By Alec Ash
Every November 11th, while Brits wear poppies to remember the dead of WWI, the China news cycle rotates back around to Singles Day or “Double Eleven” — the online shopping bonanza, Black Friday on acid, pioneered by e-commerce company Alibaba. This year, observers were especially wide-eyed as Alibaba reported sales of 121 billion yuan ($18 billion), a 32% increase on the year before. But Singles Day hasn’t always been about sales, and the only figure worth crunching when it started was the loneliest number, the number one.
In my book Wish Lanterns, out in the UK and released in the US in March, I tell the origin story of the festival, looking back to when it was a celebration of singlehood – and then describe how it came to be dominated by e-retail. Here is that excerpt for readers of the China Blog.
In 1993, the story goes, four Nanjing University students were slouching on their dorm bunk beds, slurping instant noodles, drinking beer, chain-smoking and complaining that the ladies weren’t falling over each other to get at them. They were “bare branches,” they grumbled, using a word for single men, guanggun, that still carried stigma. “From today,” one of them said, pleased by the recurring bare branch of the number one in that day’s date, “November 11th will be called Singles Day.”
Whether there’s any truth to this origin myth or not, the idea stuck. What started as an in-joke became a self-mocking campus tradition, embraced by girlfriendless students who were fed up with sleeping alone while couples had not one but two Valentine’s days — a traditional Chinese day for lovers in the summer as well as the newly popular Western import. When those students graduated and found work, Singles Day spread. Soon it became an excuse for old friends to get together once a year to talk about jobs, property prices and why the women still weren’t biting.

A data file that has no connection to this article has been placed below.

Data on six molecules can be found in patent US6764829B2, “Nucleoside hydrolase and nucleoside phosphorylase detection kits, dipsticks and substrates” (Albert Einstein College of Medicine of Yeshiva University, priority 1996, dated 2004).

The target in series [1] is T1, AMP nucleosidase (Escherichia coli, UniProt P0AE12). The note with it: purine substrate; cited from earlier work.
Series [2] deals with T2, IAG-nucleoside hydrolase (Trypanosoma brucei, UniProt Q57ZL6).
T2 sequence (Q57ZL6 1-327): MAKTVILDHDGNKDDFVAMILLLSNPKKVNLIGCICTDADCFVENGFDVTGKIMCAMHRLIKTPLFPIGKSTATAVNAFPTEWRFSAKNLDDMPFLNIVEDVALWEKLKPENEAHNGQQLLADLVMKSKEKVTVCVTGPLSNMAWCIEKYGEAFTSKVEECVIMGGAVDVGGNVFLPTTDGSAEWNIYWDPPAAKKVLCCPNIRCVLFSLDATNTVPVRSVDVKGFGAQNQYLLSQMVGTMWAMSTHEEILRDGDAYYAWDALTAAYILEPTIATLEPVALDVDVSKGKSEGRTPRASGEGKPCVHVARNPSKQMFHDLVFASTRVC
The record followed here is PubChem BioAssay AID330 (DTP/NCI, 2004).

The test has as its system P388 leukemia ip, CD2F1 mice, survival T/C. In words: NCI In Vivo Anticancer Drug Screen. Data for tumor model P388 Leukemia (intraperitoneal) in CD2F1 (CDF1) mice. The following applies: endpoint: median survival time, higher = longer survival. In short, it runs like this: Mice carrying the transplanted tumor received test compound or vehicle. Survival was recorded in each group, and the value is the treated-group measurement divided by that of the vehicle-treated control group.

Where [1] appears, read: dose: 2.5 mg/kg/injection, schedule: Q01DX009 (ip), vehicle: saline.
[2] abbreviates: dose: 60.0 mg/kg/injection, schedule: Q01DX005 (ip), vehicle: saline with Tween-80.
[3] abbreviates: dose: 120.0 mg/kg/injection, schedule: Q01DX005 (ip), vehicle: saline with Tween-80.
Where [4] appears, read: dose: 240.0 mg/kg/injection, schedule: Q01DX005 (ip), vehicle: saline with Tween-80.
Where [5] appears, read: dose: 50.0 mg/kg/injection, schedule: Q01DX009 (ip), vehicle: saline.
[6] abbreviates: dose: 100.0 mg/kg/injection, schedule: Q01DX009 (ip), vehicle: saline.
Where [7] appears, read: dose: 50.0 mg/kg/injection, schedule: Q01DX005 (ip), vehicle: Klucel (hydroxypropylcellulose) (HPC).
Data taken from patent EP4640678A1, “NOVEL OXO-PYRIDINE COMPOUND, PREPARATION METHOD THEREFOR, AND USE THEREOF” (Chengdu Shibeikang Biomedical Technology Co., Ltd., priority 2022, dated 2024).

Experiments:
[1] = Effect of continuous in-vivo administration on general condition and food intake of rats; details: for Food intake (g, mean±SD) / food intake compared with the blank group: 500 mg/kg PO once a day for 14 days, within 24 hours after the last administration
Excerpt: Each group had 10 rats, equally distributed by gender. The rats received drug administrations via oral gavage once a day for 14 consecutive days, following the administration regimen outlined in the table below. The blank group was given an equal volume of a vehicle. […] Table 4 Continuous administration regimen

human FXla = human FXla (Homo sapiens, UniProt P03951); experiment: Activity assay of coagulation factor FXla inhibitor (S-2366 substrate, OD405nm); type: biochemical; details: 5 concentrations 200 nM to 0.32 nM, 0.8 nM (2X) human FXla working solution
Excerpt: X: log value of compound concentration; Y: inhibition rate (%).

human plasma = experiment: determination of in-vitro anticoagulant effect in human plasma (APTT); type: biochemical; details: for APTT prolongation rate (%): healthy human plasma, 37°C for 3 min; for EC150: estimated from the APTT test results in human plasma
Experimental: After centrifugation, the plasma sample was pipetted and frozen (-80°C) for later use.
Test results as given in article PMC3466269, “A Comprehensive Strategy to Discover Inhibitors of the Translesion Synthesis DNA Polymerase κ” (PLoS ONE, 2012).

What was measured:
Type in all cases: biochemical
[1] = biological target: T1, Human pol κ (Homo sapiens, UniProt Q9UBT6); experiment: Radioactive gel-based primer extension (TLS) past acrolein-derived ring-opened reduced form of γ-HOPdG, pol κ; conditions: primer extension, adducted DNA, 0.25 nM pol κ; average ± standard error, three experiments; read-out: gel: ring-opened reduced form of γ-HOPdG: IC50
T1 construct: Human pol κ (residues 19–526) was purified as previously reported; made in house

Little by little, people came to see the mock-festival as an opportunity to either celebrate or shed their single status. Speed-dating events sprouted in cities. Bars and clubs advertised special deals for the night. Singles Day became the chance to tell a girl you had a crush on that you liked her, or to propose to your partner. The number of couples registering to be married leapt every 11 November. It was called tuoguang, “shedding your bare branchness,” but the phrase had a double entendre of “strip naked” – which only partially explains why some singles marked the day with the more eccentric tradition of going for a group run, bark naked.
One year flash mobs emerged on a Beijing city bus route marked number 11, organized on bulletin boards online. Participants were instructed to wear a turban and carry a stick, say, “The weather is really nice,” to anyone else in a turban and stay on until the end of the line, to the bewilderment of regular passengers. Fans of Japanese manga, adopting a more sinister joke from a comic book, called it “barbecue day” and suggested that all couples should be burnt. Singles Day even had its own special food: four deep-fried crullers, a breakfast snack, to represent the four number ones in the date, with a single dumpling in the middle for the dot.
The celebration of singlehood struck a chord with young Chinese, both men and women, who resented the pressure to find a partner. It was their festival — invented by the young and for the young, not a traditional Chinese holiday or a Western import. But in the late 2000s Internet retail companies started to take an interest in Singles Day. November was a seasonal slump in sales between mid-autumn festival and Chinese New Year, and offline business had proved that the day was a useful sales gimmick. In 2009 Taobao, the eBay-like online store comprised of individual sellers, trialled a mass discount with participating retailers. The next year they marketed it hard, selling almost a billion yuan’s worth of goods in twenty-four hours.
In 2011 the festival fell on a triple eleven — 11/11/11 — and was promoted by Taobao as “Super Singles Day.: Tens of millions of shoppers, single or not, waited for the stroke of midnight when sales began to snap up the best deals. There were teddy bears, sexy underwear, wedding gowns, “bare branch” IDs mocked up to look like marriage documents. But there were also discounts on everything else that had nothing to do with dating: mobile phone cases, winter thermals, rice cookers, gloves and scarves. Every time “double eleven” day came around, Taobao shifted more total value: three billion yuan, nine billion, fifty billion, ninety billion. Soon the origins of the day were completely lost in the shopping frenzy. November 11th was associated only with online sales.
Also read Alec Ash’s dispatch for the China Blog from Singles Day two years ago, at a speed dating event in Beijing where lonely Chinese looked to shed their single stigma.